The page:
By Simon Assaf
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Obama’s new strategy as the US faces defeat in Afghanistan

This article is over 15 years, 3 months old
When Barack Obama takes office on 20 January next year he will be handed a document crafted by Admiral Michael Mullen, the chairman of the US joint chiefs of staff.
Issue 2128

When Barack Obama takes office on 20 January next year he will be handed a document crafted by Admiral Michael Mullen, the chairman of the US joint chiefs of staff.

This document will spell out a shift in US strategy to manage its defeat in what used to be called the ‘good war’ in Afghanistan.

Mullen wants the new president to adopt a ‘regional approach’ to the occupation as well as redrawing the ‘battle map’ so that US troops can conduct incursions into the tribal regions of northern Pakistan.

The US military hopes that the glow of popularity surrounding Obama will make it difficult for its allies to refuse the request for more troops. It looks like Obama has succeeded even before taking his seat in the White House.

Germany has eased restrictions on its soldiers joining in the fighting, while Britain is planning to add a further 2,000 troops to the 8,000 it already has deployed there. France has already sent more troops.

But this new burst of faith cannot hide mounting problems. Obama faces the question of how to turn regional enemies like Iran into partners in Afghanistan.

The occupations of Afghanistan and Iraq have dragged the US military into a deep quagmire.


Obama would like to pull troops out of Iraq and deploy them in Afghanistan. But this plan is making the military very nervous. The US situation is Iraq remains perilous.

Although there is a tentative agreement over the negotiations for the Status of Forces agreement, rebel cleric Moqtada al-Sadr announced on Friday that he would refuse to accept any deal short of the full withdrawal of foreign troops.

Meanwhile US generals are warning that any rushed retreat from Iraq would mean the military abandoning much of its equipment.

The bleeding away of support for the Bush wars has generated deep frustrations inside the military.

These have led to rumours that the US is planning to take over control of the occupation of Afghanistan from Nato – the military alliance that runs it at the moment.

Any such move would further sour relations with its allies. Hence the new US strategy of a ‘regional approach’. This involves drawing in Afghanistan’s neighbours – Iran, Russia and Pakistan – to try and turn the tide of defeat.

The US needs Iran’s compliance, if not its direct cooperation, to wage its wars in Afghanistan and in Iraq. Iran shares a long and relatively quiet border with Afghanistan, and it enjoys some influence among sections of the Afghan insurgency.

The regional approach for the US would draw Iran into helping to pull the ‘moderate Taliban’ away from the ‘hardliners’ and into a compromise with the Afghan government.

Much of the chatter in the US media is that Iran and the US share a great deal in common. They both mistrust the Wahhabi Islamist ideology that underpins the Taliban and Al Qaida.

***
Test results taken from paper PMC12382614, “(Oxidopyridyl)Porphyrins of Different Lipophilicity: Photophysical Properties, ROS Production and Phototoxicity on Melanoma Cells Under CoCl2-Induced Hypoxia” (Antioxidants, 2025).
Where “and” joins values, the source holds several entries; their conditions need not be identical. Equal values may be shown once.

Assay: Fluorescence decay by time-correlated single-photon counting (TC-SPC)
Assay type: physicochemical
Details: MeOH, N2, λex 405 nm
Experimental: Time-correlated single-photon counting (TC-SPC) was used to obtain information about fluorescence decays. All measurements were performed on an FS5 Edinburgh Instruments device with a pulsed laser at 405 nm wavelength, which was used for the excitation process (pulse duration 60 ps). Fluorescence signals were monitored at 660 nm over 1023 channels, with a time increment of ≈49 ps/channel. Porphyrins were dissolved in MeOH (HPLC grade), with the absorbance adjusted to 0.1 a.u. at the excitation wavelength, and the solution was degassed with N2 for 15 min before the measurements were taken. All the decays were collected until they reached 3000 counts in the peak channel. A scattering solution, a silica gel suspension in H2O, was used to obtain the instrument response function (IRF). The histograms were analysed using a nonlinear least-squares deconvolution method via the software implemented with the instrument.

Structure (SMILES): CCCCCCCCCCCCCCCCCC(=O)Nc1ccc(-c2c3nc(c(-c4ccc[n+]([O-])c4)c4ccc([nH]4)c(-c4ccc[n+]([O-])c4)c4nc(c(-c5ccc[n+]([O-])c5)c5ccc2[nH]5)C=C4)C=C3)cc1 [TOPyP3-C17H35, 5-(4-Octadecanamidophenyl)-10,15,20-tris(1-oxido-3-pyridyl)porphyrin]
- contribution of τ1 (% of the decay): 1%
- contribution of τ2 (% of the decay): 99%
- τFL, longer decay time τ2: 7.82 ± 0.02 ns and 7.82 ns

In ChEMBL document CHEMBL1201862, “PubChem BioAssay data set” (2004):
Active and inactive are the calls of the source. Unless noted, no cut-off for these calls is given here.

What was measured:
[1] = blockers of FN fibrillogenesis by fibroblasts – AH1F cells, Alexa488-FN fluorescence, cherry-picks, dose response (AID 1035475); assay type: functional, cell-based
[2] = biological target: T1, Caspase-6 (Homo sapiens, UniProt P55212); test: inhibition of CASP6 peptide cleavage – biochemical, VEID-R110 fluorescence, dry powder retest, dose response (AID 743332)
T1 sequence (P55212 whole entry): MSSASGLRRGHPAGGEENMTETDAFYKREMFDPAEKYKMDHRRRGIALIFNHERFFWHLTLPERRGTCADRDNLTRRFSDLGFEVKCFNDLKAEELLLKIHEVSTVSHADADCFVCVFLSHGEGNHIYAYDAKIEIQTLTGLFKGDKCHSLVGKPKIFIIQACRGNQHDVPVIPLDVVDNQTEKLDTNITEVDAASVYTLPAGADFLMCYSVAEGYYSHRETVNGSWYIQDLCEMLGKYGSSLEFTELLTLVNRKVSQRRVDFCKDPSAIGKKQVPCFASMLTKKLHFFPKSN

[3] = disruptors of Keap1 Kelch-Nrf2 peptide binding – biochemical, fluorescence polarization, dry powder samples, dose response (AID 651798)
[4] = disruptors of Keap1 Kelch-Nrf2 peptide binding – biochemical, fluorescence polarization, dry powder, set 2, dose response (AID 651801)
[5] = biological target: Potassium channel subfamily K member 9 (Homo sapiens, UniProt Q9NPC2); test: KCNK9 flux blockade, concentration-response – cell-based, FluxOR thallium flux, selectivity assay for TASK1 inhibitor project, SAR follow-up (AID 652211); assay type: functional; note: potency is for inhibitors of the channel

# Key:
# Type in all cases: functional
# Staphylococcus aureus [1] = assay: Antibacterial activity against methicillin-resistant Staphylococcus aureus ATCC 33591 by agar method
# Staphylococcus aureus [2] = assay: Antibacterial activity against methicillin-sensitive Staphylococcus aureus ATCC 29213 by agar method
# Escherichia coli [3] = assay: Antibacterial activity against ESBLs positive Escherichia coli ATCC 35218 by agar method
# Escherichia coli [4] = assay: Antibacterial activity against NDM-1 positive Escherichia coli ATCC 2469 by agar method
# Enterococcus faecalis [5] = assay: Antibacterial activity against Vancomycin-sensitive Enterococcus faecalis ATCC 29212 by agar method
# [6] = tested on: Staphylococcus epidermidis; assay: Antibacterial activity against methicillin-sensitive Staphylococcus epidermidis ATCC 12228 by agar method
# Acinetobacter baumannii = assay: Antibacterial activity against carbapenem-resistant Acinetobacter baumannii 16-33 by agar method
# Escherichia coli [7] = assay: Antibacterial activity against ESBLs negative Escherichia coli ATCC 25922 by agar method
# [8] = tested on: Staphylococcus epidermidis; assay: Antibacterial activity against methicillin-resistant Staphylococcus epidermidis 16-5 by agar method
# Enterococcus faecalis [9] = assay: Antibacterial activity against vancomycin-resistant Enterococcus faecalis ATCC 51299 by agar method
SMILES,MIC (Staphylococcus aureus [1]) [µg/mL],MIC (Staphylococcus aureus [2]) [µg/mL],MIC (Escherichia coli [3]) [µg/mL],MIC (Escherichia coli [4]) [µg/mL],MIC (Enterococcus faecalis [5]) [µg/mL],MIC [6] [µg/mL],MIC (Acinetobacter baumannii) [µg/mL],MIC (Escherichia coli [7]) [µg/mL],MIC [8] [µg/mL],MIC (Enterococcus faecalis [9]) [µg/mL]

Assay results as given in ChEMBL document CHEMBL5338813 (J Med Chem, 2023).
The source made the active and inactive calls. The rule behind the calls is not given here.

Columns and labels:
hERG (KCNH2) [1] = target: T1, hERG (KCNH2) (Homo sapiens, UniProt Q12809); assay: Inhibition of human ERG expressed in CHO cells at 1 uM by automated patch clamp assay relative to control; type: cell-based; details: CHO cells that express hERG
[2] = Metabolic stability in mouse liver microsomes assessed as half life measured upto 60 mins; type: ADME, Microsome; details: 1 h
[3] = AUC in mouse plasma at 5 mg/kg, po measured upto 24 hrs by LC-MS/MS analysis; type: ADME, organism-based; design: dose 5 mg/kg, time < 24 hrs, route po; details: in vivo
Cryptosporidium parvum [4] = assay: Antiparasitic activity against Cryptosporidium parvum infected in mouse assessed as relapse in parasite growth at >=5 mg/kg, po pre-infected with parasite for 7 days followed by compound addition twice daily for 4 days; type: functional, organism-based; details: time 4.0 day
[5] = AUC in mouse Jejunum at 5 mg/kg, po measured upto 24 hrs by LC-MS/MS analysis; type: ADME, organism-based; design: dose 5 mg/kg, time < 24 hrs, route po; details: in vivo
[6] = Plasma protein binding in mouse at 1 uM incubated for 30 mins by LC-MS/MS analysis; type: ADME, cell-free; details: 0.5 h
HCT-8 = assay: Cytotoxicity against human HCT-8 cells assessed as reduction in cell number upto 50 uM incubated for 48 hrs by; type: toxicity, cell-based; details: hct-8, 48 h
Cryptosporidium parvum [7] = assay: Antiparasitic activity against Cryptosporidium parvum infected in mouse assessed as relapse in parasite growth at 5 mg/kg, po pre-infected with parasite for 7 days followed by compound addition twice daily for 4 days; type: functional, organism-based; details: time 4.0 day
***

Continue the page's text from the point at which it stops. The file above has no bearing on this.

This is neat spin, but it hides another, more important problem. The Wahhabi Islamists have spread fear and death among Shia Muslims, but they cannot overrun Iran or annihilate its economy – only the US can do this. For Iran, the US remains a dangerous enemy camped on its borders.

Iran has emerged out of the US debacles in Afghanistan and Iraq greatly strengthened. So now the new US administration will have to balance its need for Iran’s cooperation with unease over its drive to master nuclear technology.

A further problem lies with Pakistan. Over the past few months the Pakistani army has launched a massive onslaught in the tribal regions along the Afghan border.

This ongoing offensive has put Pakistan’s insurgents on the back foot, but there is no guarantee of victory. And time is running out. Pakistan faces deepening economic and political troubles brought on by the ‘war on terror’.

And then there is Russia. US plans to place its missile defence shield in Poland and the Czech Republic have raised tensions in eastern Europe.

Russia has pulled out of arms limitation talks and has deployed short range nuclear missiles along its western border. This nuclear warning further complicates US strategy in Afghanistan.


The occupiers were relying on Russia to open a military supply route through its territory to ease the pressure on supplies winding their way through hostile regions of Pakistan.

The Russians are demanding a series of ‘compromises’ over the defence shield in return.

Last week the US was humiliated when Pakistani rebels hijacked 20 trucks of supplies and several humvees. Pakistani authorities have now closed this route, leaving occupation troops temporarily cut off.

A joke doing the rounds in Washington is that the main difference between Lyndon Johnson – the Democratic president who presided over the Vietnam war – and Obama is that Johnson only inherited one military disaster, but Obama has inherited two.

By invading Afghanistan and Iraq, George Bush wanted to project US power. Instead he has revealed its limitations.

Obama will face insurmountable problems and an intractable and dangerously unstable occupation unless he brings all the troops out.

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